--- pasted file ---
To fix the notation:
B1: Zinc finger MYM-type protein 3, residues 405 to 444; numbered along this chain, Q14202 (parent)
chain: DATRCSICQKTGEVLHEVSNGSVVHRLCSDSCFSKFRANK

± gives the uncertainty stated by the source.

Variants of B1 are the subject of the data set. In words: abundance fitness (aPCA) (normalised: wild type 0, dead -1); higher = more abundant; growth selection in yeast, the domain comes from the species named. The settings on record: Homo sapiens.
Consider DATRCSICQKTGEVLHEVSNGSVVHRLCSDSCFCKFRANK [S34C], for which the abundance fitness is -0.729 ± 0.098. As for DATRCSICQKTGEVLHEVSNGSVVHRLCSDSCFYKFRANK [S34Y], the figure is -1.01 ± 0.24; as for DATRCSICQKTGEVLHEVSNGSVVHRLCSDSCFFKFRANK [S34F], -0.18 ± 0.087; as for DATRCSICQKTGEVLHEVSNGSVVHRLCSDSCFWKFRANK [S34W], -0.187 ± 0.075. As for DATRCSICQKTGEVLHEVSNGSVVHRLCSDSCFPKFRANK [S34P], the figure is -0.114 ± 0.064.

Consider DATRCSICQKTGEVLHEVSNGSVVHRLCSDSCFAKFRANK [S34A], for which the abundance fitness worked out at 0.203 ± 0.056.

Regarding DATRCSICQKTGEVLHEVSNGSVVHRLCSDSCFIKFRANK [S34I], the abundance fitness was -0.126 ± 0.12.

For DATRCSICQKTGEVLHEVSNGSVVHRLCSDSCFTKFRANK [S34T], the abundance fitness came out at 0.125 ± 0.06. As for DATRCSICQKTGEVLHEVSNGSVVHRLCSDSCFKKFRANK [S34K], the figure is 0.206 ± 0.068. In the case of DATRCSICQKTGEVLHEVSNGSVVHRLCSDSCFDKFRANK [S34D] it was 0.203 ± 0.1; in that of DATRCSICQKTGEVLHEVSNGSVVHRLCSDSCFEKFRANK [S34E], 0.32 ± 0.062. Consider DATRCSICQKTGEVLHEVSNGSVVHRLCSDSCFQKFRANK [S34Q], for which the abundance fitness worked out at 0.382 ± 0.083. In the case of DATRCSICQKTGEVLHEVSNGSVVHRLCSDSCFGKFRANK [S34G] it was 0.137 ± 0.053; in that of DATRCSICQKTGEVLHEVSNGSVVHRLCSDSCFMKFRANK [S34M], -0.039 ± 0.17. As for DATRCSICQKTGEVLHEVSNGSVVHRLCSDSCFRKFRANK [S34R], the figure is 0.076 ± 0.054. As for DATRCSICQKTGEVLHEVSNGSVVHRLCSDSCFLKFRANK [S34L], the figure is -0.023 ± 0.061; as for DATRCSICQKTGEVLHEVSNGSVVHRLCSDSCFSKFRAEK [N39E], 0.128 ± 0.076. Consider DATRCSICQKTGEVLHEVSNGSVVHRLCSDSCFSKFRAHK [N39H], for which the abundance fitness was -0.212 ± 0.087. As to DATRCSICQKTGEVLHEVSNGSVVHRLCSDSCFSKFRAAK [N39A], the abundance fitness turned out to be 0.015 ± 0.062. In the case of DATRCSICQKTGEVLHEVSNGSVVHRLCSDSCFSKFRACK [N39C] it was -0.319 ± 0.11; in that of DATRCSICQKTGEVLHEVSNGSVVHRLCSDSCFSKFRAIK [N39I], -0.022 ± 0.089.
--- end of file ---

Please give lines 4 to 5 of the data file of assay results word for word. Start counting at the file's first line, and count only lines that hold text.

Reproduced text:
± gives the uncertainty stated by the source.

Variants of B1 are the subject of the data set. In words: abundance fitness (aPCA) (normalised: wild type 0, dead -1); higher = more abundant; growth selection in yeast, the domain comes from the species named. The settings on record: Homo sapiens.